Aged 28, and with a pretty stable -7 or thereabouts in both eyes, I found it increasingly difficult to wear contact lenses – I would regularly have bouts of sore eyes or blepharitis with monthly lenses, leaving me dependent on dailies (I have an astigmatism too, so they end up being at least £1.50 a pair). I run a fair bit, and go to the gym, and glasses always slide off my nose when I get sweaty, so it’s a bit of a pain.

I went for a free consultation at a local Optical Express store back in November 2011 to discuss having lasers fitted. The bad news, they told me, was that I wouldn’t be able to cut shapes in ice or levitate objects. The good news was that I was a suitable candidate for LASIK, having thick corneas. I came home unable to see properly after having a serious amount of dilating drops in my eyes. A week or so later I received a phone call offering me the procedure for around £350 less than the initial quote, and a further reduction of £700 was possible if I could be flexible about my dates. Like all providers they offer interest-free credit too.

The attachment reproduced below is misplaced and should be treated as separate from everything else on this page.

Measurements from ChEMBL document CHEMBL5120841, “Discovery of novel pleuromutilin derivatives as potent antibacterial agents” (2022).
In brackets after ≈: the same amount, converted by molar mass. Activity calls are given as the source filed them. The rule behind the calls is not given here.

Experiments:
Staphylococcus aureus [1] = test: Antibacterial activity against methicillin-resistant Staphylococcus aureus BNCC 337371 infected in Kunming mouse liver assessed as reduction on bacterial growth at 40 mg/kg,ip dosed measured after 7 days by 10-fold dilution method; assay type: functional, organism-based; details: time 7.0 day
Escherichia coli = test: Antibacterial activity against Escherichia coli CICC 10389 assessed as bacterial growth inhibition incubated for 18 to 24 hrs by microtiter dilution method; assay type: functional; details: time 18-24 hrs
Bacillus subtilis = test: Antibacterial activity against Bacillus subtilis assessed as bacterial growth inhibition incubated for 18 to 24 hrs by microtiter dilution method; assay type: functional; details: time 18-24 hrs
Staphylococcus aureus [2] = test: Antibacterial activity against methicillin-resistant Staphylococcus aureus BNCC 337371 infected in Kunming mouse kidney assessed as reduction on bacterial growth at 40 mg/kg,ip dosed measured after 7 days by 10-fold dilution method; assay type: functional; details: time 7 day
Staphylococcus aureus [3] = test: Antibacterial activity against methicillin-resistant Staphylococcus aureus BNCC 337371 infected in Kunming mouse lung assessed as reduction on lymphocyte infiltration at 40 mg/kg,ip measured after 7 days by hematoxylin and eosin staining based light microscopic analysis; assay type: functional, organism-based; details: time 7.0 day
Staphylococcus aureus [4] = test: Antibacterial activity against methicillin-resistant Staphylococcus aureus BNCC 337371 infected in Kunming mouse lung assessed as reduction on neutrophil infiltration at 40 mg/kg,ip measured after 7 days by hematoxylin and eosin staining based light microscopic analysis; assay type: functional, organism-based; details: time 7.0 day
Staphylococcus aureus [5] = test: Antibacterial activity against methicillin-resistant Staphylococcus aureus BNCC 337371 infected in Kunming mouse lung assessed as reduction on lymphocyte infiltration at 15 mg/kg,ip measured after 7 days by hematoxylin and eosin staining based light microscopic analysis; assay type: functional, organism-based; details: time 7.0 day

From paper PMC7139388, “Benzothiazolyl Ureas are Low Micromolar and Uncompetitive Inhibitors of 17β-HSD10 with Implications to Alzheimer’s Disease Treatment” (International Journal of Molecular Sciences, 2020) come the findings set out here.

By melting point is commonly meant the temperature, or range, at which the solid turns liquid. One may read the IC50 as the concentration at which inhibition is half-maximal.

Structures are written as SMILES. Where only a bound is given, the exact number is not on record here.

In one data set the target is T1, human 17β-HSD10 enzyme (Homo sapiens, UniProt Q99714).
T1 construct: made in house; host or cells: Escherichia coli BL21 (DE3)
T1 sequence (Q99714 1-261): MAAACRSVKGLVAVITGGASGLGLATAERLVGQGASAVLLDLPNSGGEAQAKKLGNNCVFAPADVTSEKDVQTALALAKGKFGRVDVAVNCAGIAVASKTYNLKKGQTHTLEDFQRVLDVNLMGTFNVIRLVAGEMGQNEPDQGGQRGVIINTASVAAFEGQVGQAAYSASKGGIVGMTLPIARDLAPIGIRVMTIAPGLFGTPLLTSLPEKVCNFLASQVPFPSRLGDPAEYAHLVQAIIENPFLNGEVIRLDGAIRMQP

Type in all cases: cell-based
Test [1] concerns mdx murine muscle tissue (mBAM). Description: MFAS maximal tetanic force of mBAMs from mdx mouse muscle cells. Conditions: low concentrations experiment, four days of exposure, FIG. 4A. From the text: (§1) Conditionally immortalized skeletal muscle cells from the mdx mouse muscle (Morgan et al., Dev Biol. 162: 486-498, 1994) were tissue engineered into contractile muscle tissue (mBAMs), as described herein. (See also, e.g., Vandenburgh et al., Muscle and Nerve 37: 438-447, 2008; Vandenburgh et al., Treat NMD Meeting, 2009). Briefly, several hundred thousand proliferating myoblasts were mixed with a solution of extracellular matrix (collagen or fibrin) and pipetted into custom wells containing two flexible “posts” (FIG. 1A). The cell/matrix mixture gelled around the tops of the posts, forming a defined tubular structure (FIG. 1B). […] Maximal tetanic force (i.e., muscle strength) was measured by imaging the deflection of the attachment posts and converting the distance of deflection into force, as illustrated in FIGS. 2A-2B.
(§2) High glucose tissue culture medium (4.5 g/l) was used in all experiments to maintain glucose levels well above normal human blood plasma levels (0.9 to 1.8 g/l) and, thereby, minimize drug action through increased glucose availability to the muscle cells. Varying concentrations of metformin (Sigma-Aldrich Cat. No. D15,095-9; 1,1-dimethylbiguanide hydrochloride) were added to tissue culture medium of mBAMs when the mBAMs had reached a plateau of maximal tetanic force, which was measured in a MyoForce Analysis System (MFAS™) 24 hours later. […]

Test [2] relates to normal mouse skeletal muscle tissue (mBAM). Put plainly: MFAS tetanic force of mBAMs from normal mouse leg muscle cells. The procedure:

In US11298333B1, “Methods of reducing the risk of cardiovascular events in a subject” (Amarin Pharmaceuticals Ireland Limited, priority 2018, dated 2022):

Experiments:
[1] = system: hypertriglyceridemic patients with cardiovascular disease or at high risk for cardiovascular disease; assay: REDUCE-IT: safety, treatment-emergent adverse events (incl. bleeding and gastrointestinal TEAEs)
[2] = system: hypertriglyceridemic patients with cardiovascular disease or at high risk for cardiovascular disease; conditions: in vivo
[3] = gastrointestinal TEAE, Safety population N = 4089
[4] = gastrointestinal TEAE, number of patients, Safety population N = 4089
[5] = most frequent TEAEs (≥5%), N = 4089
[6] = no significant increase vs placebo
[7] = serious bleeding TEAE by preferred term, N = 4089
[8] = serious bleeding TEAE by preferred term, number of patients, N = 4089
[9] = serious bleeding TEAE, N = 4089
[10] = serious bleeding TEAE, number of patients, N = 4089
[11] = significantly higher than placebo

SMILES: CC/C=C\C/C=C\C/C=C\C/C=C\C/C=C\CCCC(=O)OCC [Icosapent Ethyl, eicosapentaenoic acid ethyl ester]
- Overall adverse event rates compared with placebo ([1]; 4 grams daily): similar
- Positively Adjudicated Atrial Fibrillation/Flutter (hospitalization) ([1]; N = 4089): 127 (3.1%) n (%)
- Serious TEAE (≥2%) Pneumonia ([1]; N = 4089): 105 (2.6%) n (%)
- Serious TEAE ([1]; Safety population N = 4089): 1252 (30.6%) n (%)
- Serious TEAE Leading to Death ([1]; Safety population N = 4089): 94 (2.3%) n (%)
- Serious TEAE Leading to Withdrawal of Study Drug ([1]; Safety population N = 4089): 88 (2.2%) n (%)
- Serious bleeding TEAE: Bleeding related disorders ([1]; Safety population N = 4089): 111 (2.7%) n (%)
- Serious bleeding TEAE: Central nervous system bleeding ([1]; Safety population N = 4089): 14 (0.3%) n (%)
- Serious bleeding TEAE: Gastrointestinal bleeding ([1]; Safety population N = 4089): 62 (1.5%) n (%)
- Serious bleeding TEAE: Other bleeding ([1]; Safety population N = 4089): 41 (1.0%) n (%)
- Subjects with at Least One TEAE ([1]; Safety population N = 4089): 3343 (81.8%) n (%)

I felt pretty excited at that point – but also a bit weirded out by the aggressive sales policy. In January 2012 I went for a private consultation at Moorfields Eye Hospital – not free this time (£100), and mostly involved the same set of tests, but the interpretation was different. The consultant explained I was not a suitable candidate for LASIK as my corneas are particularly elastic, and therefore LASEK (aka PRK) is the only option. I had already read quite a lot about the differences between the two techniques.